Abstract

Undesired manufactured or in-service produced anomalies in the form of voids in the SOFI and unbonds in the heat tiles can significantly reduce their designed effectiveness. Additionally, unbonds in the heat tiles may cause their complete separation from the fuselage exposing it to extreme heat. Millimeter wave NDT methods are viable candidate for life-cycle inspection of the SOFI and the acreage heat tiles of the Space Shuttle fleet. The results of these investigations described in this paper clearly showed the utility of these methods for detecting localized anomalies in thick SOFI and acreage heat tiles. These methods are fast and robust and the systems used to produce these images are small, real-time and provide a significant amount of useful information about the nature of an anomaly (e.g., size, location, etc.) without the need for complex image processing. This investigation is currently ongoing and additional results will be provided in the final paper.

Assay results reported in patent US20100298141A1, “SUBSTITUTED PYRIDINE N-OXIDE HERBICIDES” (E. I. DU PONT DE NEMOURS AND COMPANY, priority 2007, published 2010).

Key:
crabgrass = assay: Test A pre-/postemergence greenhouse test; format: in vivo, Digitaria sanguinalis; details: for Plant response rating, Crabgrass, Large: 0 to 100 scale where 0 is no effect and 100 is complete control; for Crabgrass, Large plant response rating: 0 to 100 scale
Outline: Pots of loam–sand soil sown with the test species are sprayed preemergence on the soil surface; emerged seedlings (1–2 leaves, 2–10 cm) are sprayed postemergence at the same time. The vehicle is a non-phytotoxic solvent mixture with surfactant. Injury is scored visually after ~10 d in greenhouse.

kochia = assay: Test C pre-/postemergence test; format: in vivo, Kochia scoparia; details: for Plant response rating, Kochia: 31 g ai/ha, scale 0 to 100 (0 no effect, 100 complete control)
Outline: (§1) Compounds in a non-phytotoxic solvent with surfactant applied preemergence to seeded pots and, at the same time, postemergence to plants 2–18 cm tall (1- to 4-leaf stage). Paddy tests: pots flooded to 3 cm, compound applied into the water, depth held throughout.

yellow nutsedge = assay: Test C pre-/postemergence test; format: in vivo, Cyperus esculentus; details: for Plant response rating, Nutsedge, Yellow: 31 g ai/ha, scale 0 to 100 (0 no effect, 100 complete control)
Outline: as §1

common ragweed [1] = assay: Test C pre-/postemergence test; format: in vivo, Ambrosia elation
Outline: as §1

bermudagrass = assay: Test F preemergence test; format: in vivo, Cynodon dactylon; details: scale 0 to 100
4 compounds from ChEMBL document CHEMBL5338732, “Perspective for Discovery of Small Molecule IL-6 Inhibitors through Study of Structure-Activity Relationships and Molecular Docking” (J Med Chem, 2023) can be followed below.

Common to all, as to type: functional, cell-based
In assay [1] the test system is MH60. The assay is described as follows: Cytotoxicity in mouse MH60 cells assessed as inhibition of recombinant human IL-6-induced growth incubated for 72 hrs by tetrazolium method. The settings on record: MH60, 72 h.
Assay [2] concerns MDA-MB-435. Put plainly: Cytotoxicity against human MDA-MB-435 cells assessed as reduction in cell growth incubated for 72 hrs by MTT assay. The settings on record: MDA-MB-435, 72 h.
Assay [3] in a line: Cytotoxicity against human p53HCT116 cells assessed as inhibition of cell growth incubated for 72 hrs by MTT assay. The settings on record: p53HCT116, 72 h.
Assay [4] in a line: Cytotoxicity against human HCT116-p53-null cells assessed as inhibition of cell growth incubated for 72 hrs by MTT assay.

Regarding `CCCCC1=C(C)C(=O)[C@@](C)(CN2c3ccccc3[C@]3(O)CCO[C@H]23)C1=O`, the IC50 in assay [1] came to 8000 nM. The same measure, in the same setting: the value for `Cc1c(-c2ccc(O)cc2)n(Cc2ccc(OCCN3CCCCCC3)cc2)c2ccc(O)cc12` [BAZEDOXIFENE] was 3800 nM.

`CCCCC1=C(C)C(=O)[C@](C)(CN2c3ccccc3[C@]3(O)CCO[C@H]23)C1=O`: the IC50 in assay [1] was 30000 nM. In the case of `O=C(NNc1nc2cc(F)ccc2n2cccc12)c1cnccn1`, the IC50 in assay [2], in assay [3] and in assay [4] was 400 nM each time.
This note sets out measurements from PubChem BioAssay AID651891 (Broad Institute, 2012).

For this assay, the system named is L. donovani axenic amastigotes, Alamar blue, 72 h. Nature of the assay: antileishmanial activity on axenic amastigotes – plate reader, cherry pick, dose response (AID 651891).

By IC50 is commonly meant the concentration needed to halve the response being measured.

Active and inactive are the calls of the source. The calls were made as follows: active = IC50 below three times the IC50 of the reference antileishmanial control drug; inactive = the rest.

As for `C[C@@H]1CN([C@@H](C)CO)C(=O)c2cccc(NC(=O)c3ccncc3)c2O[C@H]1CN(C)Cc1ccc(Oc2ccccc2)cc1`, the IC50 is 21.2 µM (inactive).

Meeting Name

IEEE Instrumentation and Measurement Technology Conference (2005: May 16-19, Ottawa, Ontario, Canada)

Department(s)

Electrical and Computer Engineering

Keywords and Phrases

External Tank; Far-Field; Heat Tiles; Insulating Foam; Millimeter Waves; Near-Field; Nondestructive Testing; Space Shuttle

International Standard Serial Number (ISSN)

1091-5281

Document Type

Article - Conference proceedings

Document Version

Final Version

File Type

text

Language(s)

English

Rights

© 2005 Institute of Electrical and Electronics Engineers (IEEE), All rights reserved.

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